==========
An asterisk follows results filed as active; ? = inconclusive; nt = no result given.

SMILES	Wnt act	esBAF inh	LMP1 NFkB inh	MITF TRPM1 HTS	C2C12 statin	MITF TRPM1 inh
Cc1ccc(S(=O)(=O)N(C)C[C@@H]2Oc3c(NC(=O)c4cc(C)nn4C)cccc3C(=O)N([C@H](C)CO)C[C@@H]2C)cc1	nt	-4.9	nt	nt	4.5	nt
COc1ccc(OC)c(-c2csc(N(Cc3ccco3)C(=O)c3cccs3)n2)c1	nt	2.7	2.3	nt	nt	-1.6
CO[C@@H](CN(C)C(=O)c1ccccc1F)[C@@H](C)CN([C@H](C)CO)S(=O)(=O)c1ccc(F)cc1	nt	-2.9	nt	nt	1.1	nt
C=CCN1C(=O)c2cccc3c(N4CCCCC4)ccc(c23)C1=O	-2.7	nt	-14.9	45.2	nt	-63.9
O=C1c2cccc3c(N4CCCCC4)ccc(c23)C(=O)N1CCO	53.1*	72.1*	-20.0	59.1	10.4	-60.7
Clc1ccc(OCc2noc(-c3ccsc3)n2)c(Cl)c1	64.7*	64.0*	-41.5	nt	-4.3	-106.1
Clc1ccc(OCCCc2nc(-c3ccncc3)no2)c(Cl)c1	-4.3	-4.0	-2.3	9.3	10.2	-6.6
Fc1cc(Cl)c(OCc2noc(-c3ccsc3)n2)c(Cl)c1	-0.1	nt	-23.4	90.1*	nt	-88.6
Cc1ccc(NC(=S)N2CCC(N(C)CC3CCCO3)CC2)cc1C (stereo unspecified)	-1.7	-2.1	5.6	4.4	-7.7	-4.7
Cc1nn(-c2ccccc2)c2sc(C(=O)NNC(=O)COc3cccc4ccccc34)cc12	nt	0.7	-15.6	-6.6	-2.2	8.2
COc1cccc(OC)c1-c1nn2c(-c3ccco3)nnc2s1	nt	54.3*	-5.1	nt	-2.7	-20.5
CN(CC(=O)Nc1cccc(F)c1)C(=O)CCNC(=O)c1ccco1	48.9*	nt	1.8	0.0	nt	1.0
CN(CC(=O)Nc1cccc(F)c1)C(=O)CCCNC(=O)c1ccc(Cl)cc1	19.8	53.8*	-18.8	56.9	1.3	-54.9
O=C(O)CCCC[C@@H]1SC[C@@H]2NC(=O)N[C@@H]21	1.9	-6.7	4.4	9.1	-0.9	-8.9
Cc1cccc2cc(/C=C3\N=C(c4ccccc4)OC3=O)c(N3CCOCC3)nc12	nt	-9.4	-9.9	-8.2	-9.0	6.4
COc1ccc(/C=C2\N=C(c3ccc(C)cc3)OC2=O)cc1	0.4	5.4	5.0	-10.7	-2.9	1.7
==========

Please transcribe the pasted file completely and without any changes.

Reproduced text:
An asterisk follows results filed as active; ? = inconclusive; nt = no result given.

SMILES	Wnt act	esBAF inh	LMP1 NFkB inh	MITF TRPM1 HTS	C2C12 statin	MITF TRPM1 inh
Cc1ccc(S(=O)(=O)N(C)C[C@@H]2Oc3c(NC(=O)c4cc(C)nn4C)cccc3C(=O)N([C@H](C)CO)C[C@@H]2C)cc1	nt	-4.9	nt	nt	4.5	nt
COc1ccc(OC)c(-c2csc(N(Cc3ccco3)C(=O)c3cccs3)n2)c1	nt	2.7	2.3	nt	nt	-1.6
CO[C@@H](CN(C)C(=O)c1ccccc1F)[C@@H](C)CN([C@H](C)CO)S(=O)(=O)c1ccc(F)cc1	nt	-2.9	nt	nt	1.1	nt
C=CCN1C(=O)c2cccc3c(N4CCCCC4)ccc(c23)C1=O	-2.7	nt	-14.9	45.2	nt	-63.9
O=C1c2cccc3c(N4CCCCC4)ccc(c23)C(=O)N1CCO	53.1*	72.1*	-20.0	59.1	10.4	-60.7
Clc1ccc(OCc2noc(-c3ccsc3)n2)c(Cl)c1	64.7*	64.0*	-41.5	nt	-4.3	-106.1
Clc1ccc(OCCCc2nc(-c3ccncc3)no2)c(Cl)c1	-4.3	-4.0	-2.3	9.3	10.2	-6.6
Fc1cc(Cl)c(OCc2noc(-c3ccsc3)n2)c(Cl)c1	-0.1	nt	-23.4	90.1*	nt	-88.6
Cc1ccc(NC(=S)N2CCC(N(C)CC3CCCO3)CC2)cc1C (stereo unspecified)	-1.7	-2.1	5.6	4.4	-7.7	-4.7
Cc1nn(-c2ccccc2)c2sc(C(=O)NNC(=O)COc3cccc4ccccc34)cc12	nt	0.7	-15.6	-6.6	-2.2	8.2
COc1cccc(OC)c1-c1nn2c(-c3ccco3)nnc2s1	nt	54.3*	-5.1	nt	-2.7	-20.5
CN(CC(=O)Nc1cccc(F)c1)C(=O)CCNC(=O)c1ccco1	48.9*	nt	1.8	0.0	nt	1.0
CN(CC(=O)Nc1cccc(F)c1)C(=O)CCCNC(=O)c1ccc(Cl)cc1	19.8	53.8*	-18.8	56.9	1.3	-54.9
O=C(O)CCCC[C@@H]1SC[C@@H]2NC(=O)N[C@@H]21	1.9	-6.7	4.4	9.1	-0.9	-8.9
Cc1cccc2cc(/C=C3\N=C(c4ccccc4)OC3=O)c(N3CCOCC3)nc12	nt	-9.4	-9.9	-8.2	-9.0	6.4
COc1ccc(/C=C2\N=C(c3ccc(C)cc3)OC2=O)cc1	0.4	5.4	5.0	-10.7	-2.9	1.7